EVGA GeForce GTX 580 3GB Review
Over the last few weeks we have seen some very interesting graphics cards making their way towards the retail channels. Both MSI and Gigabyte have introduced their overclocked and custom cooled GTX 580s while MSI recently put even more onto the table by releasing a 3GB version of their Lightning series. Dubbed the Lightning Xtreme Edition, it has the potential to offer extended performance in bandwidth limited situations but also comes with a steep price of over $600.
Unbeknownst to many, EVGA has also entered the heightened bandwidth market with their own GTX 580 3GB. This new GTX 580 forgoes the custom cooling and component choices of some competitors and instead focuses upon a better buying experience through the inclusion of a lifetime warranty and EVGA’s always excellent customer support. Its accessory package also continues down the no frills route with the usual power and video adaptors though a mini HDMI to HDMI dongle is included.
From the outside, there really isn’t much to distinguish this GTX 580 from any other reference-based example on the market. It still uses a 6+8 pin power connector setup despite the additional memory along with slick looking blue highlights on the graphics. We would have loved to see this card come with EVGA’s new “DS” heatsink but it seems that wasn’t meant to be.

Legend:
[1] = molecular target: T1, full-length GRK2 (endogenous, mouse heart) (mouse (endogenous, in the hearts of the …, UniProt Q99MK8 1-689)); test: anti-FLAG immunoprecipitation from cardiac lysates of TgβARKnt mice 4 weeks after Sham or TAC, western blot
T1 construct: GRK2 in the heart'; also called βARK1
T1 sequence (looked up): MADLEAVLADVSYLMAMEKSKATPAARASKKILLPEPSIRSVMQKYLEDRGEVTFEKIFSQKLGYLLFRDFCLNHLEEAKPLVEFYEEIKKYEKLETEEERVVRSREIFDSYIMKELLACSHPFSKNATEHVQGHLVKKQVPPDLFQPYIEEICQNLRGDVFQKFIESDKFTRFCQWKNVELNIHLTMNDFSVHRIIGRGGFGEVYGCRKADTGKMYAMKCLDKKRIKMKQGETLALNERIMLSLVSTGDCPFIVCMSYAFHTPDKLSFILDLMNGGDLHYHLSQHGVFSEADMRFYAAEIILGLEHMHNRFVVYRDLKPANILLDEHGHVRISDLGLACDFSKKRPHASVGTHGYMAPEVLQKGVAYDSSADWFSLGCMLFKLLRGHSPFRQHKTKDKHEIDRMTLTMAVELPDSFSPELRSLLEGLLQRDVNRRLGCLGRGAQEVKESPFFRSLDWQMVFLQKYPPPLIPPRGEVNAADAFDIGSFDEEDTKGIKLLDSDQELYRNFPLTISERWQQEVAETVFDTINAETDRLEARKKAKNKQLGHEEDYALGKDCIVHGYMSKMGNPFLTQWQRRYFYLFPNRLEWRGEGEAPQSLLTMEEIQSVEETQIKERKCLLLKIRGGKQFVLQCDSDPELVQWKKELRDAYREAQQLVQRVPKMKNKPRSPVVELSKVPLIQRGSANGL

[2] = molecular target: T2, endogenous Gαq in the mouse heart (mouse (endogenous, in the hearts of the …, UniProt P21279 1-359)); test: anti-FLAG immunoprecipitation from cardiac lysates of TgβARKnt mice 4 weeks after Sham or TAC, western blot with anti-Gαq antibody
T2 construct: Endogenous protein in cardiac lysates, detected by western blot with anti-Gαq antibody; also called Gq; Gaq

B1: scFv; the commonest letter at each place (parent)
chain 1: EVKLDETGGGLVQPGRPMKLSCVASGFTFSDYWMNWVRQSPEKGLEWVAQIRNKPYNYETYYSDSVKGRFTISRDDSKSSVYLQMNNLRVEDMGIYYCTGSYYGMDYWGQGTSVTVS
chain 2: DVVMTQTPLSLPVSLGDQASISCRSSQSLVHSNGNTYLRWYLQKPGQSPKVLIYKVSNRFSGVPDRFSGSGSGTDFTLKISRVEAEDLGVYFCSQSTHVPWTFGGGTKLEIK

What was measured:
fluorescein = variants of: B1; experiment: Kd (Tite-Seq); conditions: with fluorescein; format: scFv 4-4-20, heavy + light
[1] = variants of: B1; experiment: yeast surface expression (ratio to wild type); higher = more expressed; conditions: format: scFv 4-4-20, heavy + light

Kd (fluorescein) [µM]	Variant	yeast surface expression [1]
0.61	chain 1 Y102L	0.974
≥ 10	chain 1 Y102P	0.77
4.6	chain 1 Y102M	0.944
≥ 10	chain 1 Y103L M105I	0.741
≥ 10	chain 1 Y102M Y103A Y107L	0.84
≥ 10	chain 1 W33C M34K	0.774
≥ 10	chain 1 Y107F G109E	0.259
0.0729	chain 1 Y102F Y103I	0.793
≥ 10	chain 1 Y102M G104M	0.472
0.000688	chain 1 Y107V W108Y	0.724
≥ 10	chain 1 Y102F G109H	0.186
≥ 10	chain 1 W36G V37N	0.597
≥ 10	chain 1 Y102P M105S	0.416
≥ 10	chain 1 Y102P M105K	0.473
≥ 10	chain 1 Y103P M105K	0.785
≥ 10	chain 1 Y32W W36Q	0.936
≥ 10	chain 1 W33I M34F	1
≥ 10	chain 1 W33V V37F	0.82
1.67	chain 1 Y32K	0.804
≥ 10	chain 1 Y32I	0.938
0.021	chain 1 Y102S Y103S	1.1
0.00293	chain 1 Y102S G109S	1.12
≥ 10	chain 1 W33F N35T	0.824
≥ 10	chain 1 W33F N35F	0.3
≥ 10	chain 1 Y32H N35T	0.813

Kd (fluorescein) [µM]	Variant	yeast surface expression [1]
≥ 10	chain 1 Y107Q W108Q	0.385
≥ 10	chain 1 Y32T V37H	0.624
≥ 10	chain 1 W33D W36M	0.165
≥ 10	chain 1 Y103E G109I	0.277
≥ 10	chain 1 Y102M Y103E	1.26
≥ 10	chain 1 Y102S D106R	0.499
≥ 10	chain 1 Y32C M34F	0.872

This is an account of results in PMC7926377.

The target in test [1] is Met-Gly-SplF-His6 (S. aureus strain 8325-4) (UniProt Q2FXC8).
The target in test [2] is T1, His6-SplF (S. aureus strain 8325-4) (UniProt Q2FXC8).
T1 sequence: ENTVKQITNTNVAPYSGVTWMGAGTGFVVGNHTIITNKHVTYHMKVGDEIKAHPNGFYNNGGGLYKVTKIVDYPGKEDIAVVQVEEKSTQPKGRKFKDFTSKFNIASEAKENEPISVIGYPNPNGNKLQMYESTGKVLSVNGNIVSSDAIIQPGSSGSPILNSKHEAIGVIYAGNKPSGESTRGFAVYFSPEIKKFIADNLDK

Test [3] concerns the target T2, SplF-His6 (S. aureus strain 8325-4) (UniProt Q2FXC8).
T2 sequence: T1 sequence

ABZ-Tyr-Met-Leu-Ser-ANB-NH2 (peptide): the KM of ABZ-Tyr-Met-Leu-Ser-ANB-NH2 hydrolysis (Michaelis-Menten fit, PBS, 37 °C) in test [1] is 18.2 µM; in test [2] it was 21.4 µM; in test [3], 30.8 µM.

EVGA has however included their custom backplate which is designed to maximize airflow and supposedly increase cooling performance. It does this through the use of larger than reference openings up top and some additional slats near the two DVI connectors and single mini HDMI output.
You may have noticed this card’s name doesn’t include EVGA’s usual catch phrases like “Superclocked”, “SSC” and “FTW”. That’s because their 3GB GTX 580 retains reference speeds instead of being overclocked like much of the competition it its price range.
Speaking of price, the GTX 580 3GB somehow hits the $590 mark even without features like higher clock speeds and a custom heatsink. This actually puts EVGA’s card in a tough position: it is only $15 less than MSI’s Lightning Xtreme Edition 3GB, $55 more than Gigabyte’s Super Overclock and $65 more than MSI’s standard Lightning card. Perhaps the most eye opening aspect of this card’s price is its $50 price premium over Zotac’s nearly identical GTX 580 3GB. Is EVGA’s customer service excellence lifetime warranty really worth such a steep cost? Let’s find out.
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